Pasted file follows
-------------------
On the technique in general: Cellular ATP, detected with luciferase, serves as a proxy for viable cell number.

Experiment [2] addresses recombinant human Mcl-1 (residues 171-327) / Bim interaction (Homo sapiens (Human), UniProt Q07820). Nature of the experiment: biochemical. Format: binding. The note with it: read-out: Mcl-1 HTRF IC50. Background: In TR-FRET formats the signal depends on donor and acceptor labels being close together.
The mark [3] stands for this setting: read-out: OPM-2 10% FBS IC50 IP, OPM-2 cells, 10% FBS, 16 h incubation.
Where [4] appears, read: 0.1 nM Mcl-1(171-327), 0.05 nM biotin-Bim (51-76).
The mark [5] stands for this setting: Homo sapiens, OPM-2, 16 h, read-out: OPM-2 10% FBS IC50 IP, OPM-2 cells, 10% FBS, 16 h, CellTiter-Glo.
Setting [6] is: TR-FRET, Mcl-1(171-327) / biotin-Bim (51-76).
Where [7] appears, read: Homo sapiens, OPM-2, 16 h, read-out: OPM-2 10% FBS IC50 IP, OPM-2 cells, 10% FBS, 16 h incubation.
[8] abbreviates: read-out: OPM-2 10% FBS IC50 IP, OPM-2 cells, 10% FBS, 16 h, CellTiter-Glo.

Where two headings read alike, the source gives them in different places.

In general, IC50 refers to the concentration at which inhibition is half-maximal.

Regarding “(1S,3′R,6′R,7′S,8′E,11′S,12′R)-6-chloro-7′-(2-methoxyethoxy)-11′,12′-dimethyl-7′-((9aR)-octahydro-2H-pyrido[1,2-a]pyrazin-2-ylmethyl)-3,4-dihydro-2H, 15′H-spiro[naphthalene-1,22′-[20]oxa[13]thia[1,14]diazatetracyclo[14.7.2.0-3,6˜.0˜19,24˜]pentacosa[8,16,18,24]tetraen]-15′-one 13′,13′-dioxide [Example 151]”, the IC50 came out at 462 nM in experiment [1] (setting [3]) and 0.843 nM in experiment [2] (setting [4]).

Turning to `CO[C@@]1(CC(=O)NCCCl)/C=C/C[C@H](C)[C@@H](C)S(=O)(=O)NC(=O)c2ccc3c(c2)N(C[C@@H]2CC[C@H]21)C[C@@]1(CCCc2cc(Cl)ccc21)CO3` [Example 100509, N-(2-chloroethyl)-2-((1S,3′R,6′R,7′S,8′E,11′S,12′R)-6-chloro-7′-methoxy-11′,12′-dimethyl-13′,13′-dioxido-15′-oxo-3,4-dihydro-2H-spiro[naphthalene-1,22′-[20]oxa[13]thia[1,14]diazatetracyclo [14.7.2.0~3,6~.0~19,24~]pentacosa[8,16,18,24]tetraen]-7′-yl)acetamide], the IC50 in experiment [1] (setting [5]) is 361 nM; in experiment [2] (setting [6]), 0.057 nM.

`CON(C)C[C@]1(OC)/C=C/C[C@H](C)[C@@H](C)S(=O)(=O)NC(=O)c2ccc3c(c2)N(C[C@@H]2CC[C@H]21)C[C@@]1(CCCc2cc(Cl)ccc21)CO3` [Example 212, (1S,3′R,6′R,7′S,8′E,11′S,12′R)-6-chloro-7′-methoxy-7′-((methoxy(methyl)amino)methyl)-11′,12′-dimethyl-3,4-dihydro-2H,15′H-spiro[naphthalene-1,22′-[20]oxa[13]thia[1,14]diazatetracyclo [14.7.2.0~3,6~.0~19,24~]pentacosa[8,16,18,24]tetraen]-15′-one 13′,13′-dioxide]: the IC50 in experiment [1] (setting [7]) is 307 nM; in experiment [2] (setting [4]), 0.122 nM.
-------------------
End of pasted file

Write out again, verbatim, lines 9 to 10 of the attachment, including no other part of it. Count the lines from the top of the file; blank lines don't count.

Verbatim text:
Where two headings read alike, the source gives them in different places.

In general, IC50 refers to the concentration at which inhibition is half-maximal.